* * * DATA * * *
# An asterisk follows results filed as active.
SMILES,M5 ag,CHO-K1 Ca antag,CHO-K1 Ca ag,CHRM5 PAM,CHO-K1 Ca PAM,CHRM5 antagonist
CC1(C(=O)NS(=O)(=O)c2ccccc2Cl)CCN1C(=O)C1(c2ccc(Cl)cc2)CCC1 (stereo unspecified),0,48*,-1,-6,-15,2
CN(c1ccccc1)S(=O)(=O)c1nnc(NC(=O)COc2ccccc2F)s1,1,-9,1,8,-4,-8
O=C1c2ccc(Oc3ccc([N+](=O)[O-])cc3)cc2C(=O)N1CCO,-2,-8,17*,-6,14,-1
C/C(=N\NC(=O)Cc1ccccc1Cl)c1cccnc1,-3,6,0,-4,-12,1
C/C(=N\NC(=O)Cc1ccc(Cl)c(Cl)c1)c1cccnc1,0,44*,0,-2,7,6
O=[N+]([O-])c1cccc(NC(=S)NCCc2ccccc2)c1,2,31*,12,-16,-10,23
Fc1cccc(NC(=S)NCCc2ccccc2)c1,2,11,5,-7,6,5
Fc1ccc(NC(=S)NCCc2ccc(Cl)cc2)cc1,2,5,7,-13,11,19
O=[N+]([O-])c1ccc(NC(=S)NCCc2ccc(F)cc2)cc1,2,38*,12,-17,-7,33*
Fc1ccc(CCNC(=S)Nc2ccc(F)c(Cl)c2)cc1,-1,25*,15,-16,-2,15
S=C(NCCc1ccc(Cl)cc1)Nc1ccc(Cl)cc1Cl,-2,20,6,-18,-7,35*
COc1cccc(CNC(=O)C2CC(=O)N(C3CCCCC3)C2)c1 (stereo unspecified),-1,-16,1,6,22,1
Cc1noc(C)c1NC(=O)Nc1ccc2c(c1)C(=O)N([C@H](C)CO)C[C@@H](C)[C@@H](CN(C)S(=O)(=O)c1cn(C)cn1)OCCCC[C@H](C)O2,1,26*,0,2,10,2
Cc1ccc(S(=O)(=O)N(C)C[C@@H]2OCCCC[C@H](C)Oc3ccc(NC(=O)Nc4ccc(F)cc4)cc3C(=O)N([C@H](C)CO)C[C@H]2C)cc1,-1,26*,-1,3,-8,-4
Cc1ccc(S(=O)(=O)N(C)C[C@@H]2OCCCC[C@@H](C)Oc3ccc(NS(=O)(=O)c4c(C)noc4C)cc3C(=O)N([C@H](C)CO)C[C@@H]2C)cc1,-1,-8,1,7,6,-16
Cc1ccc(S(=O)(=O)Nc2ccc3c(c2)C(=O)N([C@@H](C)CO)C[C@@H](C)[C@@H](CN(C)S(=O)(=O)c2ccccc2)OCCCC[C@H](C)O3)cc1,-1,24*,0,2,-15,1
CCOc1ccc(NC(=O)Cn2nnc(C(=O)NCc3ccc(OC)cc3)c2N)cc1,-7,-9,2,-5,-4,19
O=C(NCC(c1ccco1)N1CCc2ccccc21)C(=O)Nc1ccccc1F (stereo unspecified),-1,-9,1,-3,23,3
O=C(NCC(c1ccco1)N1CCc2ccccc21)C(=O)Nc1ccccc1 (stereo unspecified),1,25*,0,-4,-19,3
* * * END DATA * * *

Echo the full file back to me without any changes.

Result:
# An asterisk follows results filed as active.
SMILES,M5 ag,CHO-K1 Ca antag,CHO-K1 Ca ag,CHRM5 PAM,CHO-K1 Ca PAM,CHRM5 antagonist
CC1(C(=O)NS(=O)(=O)c2ccccc2Cl)CCN1C(=O)C1(c2ccc(Cl)cc2)CCC1 (stereo unspecified),0,48*,-1,-6,-15,2
CN(c1ccccc1)S(=O)(=O)c1nnc(NC(=O)COc2ccccc2F)s1,1,-9,1,8,-4,-8
O=C1c2ccc(Oc3ccc([N+](=O)[O-])cc3)cc2C(=O)N1CCO,-2,-8,17*,-6,14,-1
C/C(=N\NC(=O)Cc1ccccc1Cl)c1cccnc1,-3,6,0,-4,-12,1
C/C(=N\NC(=O)Cc1ccc(Cl)c(Cl)c1)c1cccnc1,0,44*,0,-2,7,6
O=[N+]([O-])c1cccc(NC(=S)NCCc2ccccc2)c1,2,31*,12,-16,-10,23
Fc1cccc(NC(=S)NCCc2ccccc2)c1,2,11,5,-7,6,5
Fc1ccc(NC(=S)NCCc2ccc(Cl)cc2)cc1,2,5,7,-13,11,19
O=[N+]([O-])c1ccc(NC(=S)NCCc2ccc(F)cc2)cc1,2,38*,12,-17,-7,33*
Fc1ccc(CCNC(=S)Nc2ccc(F)c(Cl)c2)cc1,-1,25*,15,-16,-2,15
S=C(NCCc1ccc(Cl)cc1)Nc1ccc(Cl)cc1Cl,-2,20,6,-18,-7,35*
COc1cccc(CNC(=O)C2CC(=O)N(C3CCCCC3)C2)c1 (stereo unspecified),-1,-16,1,6,22,1
Cc1noc(C)c1NC(=O)Nc1ccc2c(c1)C(=O)N([C@H](C)CO)C[C@@H](C)[C@@H](CN(C)S(=O)(=O)c1cn(C)cn1)OCCCC[C@H](C)O2,1,26*,0,2,10,2
Cc1ccc(S(=O)(=O)N(C)C[C@@H]2OCCCC[C@H](C)Oc3ccc(NC(=O)Nc4ccc(F)cc4)cc3C(=O)N([C@H](C)CO)C[C@H]2C)cc1,-1,26*,-1,3,-8,-4
Cc1ccc(S(=O)(=O)N(C)C[C@@H]2OCCCC[C@@H](C)Oc3ccc(NS(=O)(=O)c4c(C)noc4C)cc3C(=O)N([C@H](C)CO)C[C@@H]2C)cc1,-1,-8,1,7,6,-16
Cc1ccc(S(=O)(=O)Nc2ccc3c(c2)C(=O)N([C@@H](C)CO)C[C@@H](C)[C@@H](CN(C)S(=O)(=O)c2ccccc2)OCCCC[C@H](C)O3)cc1,-1,24*,0,2,-15,1
CCOc1ccc(NC(=O)Cn2nnc(C(=O)NCc3ccc(OC)cc3)c2N)cc1,-7,-9,2,-5,-4,19
O=C(NCC(c1ccco1)N1CCc2ccccc21)C(=O)Nc1ccccc1F (stereo unspecified),-1,-9,1,-3,23,3
O=C(NCC(c1ccco1)N1CCc2ccccc21)C(=O)Nc1ccccc1 (stereo unspecified),1,25*,0,-4,-19,3